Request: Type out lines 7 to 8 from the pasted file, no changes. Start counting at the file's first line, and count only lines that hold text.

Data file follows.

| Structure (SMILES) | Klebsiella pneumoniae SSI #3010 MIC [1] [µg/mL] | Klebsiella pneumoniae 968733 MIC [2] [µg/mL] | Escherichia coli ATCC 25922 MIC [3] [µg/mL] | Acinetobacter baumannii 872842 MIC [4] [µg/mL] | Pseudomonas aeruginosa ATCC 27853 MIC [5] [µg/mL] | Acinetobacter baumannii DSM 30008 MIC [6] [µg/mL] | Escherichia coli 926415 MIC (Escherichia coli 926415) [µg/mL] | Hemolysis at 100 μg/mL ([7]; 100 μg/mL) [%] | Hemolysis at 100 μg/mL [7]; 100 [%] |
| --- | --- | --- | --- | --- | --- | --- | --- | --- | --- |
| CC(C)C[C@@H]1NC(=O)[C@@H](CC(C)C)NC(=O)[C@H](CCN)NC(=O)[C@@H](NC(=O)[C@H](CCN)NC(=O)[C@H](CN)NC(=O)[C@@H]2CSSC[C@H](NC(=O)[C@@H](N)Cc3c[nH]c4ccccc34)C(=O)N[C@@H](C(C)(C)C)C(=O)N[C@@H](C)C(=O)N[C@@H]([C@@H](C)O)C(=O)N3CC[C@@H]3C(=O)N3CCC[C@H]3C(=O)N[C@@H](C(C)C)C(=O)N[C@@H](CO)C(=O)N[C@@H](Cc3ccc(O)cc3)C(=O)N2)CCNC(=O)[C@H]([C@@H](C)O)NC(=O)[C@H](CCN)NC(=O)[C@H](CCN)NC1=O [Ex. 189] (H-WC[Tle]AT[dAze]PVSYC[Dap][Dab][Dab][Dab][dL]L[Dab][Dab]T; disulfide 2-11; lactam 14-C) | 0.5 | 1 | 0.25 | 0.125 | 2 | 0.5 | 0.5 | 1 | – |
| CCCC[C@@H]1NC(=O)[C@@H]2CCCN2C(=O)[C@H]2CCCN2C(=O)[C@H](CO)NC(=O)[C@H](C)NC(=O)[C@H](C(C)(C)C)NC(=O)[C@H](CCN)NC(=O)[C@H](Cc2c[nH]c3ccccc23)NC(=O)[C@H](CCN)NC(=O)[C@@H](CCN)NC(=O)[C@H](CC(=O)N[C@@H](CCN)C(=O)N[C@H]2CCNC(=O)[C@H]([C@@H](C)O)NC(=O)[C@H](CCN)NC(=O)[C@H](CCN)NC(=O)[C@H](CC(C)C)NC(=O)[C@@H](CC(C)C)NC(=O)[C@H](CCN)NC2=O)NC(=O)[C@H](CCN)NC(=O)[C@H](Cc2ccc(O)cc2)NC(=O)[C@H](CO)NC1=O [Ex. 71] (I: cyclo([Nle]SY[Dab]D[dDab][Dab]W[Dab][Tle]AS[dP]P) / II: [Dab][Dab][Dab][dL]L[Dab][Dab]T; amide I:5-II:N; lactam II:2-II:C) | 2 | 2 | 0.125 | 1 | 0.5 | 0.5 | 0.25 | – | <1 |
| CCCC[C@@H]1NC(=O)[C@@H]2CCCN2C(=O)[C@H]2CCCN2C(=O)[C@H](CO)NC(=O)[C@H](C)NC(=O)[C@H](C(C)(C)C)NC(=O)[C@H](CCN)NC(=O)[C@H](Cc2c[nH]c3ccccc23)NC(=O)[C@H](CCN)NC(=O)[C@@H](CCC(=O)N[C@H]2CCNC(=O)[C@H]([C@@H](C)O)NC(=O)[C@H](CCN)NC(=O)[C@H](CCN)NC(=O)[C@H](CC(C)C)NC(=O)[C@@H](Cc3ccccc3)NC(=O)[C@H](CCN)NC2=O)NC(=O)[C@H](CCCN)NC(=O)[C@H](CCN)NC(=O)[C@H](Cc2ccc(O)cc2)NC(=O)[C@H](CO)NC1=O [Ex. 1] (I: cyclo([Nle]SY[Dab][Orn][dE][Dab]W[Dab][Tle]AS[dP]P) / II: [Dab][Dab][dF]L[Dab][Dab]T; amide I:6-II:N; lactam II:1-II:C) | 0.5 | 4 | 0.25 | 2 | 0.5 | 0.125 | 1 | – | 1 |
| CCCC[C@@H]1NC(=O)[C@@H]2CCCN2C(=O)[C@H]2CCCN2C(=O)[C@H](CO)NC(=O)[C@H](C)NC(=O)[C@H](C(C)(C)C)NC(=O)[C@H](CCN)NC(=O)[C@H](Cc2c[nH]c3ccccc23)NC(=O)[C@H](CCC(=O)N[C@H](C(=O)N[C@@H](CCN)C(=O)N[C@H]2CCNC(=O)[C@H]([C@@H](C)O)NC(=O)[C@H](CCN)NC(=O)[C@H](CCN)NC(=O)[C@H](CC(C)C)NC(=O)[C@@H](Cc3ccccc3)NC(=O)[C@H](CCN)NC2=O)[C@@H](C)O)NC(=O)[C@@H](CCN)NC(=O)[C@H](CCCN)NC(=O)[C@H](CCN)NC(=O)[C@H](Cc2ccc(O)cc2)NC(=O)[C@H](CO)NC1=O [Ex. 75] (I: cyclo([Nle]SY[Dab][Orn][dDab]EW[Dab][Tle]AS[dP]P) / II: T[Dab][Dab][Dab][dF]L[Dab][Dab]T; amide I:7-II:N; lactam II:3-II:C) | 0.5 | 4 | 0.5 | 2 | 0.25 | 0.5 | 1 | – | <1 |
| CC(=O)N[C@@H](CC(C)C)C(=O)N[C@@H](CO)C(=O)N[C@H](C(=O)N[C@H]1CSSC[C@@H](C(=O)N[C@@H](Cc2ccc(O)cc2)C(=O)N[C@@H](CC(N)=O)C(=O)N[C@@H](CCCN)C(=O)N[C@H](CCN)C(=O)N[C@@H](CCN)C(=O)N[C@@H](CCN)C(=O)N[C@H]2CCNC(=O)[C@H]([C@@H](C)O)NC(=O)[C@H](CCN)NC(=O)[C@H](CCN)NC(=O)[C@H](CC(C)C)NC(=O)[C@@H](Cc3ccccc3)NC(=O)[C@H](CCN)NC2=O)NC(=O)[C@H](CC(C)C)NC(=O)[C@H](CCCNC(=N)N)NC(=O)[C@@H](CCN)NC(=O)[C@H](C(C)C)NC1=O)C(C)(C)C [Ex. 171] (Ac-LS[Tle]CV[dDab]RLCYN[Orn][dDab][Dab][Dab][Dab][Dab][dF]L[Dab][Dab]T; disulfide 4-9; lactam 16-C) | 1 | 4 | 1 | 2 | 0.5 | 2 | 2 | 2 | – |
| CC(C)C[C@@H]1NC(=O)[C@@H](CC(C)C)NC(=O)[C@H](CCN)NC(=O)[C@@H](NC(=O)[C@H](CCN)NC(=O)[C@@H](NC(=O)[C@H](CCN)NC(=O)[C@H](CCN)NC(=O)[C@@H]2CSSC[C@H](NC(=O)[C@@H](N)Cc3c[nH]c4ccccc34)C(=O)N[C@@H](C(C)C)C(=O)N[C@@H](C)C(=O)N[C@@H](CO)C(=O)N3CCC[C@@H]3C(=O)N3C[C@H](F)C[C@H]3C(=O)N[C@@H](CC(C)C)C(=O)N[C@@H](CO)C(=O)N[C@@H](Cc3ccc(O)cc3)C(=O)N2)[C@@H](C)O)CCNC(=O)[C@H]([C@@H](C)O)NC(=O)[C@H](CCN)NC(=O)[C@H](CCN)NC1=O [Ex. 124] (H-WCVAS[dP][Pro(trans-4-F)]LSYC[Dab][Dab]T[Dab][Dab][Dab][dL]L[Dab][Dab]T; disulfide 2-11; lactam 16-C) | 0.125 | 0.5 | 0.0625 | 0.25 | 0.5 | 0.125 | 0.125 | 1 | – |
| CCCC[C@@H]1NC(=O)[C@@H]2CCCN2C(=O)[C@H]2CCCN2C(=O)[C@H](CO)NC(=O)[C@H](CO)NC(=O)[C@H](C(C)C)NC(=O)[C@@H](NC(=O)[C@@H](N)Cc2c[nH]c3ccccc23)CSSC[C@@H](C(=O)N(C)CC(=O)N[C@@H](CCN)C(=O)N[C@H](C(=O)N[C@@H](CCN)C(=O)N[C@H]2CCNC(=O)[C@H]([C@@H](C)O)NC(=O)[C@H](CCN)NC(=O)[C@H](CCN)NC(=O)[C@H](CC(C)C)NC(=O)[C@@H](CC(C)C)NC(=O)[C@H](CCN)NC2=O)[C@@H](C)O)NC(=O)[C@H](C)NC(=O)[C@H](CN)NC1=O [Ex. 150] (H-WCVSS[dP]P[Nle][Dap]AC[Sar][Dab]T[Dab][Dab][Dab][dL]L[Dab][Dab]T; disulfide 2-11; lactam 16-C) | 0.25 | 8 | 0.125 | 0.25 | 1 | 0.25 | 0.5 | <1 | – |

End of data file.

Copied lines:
| CC(=O)N[C@@H](CC(C)C)C(=O)N[C@@H](CO)C(=O)N[C@H](C(=O)N[C@H]1CSSC[C@@H](C(=O)N[C@@H](Cc2ccc(O)cc2)C(=O)N[C@@H](CC(N)=O)C(=O)N[C@@H](CCCN)C(=O)N[C@H](CCN)C(=O)N[C@@H](CCN)C(=O)N[C@@H](CCN)C(=O)N[C@H]2CCNC(=O)[C@H]([C@@H](C)O)NC(=O)[C@H](CCN)NC(=O)[C@H](CCN)NC(=O)[C@H](CC(C)C)NC(=O)[C@@H](Cc3ccccc3)NC(=O)[C@H](CCN)NC2=O)NC(=O)[C@H](CC(C)C)NC(=O)[C@H](CCCNC(=N)N)NC(=O)[C@@H](CCN)NC(=O)[C@H](C(C)C)NC1=O)C(C)(C)C [Ex. 171] (Ac-LS[Tle]CV[dDab]RLCYN[Orn][dDab][Dab][Dab][Dab][Dab][dF]L[Dab][Dab]T; disulfide 4-9; lactam 16-C) | 1 | 4 | 1 | 2 | 0.5 | 2 | 2 | 2 | – |
| CC(C)C[C@@H]1NC(=O)[C@@H](CC(C)C)NC(=O)[C@H](CCN)NC(=O)[C@@H](NC(=O)[C@H](CCN)NC(=O)[C@@H](NC(=O)[C@H](CCN)NC(=O)[C@H](CCN)NC(=O)[C@@H]2CSSC[C@H](NC(=O)[C@@H](N)Cc3c[nH]c4ccccc34)C(=O)N[C@@H](C(C)C)C(=O)N[C@@H](C)C(=O)N[C@@H](CO)C(=O)N3CCC[C@@H]3C(=O)N3C[C@H](F)C[C@H]3C(=O)N[C@@H](CC(C)C)C(=O)N[C@@H](CO)C(=O)N[C@@H](Cc3ccc(O)cc3)C(=O)N2)[C@@H](C)O)CCNC(=O)[C@H]([C@@H](C)O)NC(=O)[C@H](CCN)NC(=O)[C@H](CCN)NC1=O [Ex. 124] (H-WCVAS[dP][Pro(trans-4-F)]LSYC[Dab][Dab]T[Dab][Dab][Dab][dL]L[Dab][Dab]T; disulfide 2-11; lactam 16-C) | 0.125 | 0.5 | 0.0625 | 0.25 | 0.5 | 0.125 | 0.125 | 1 | – |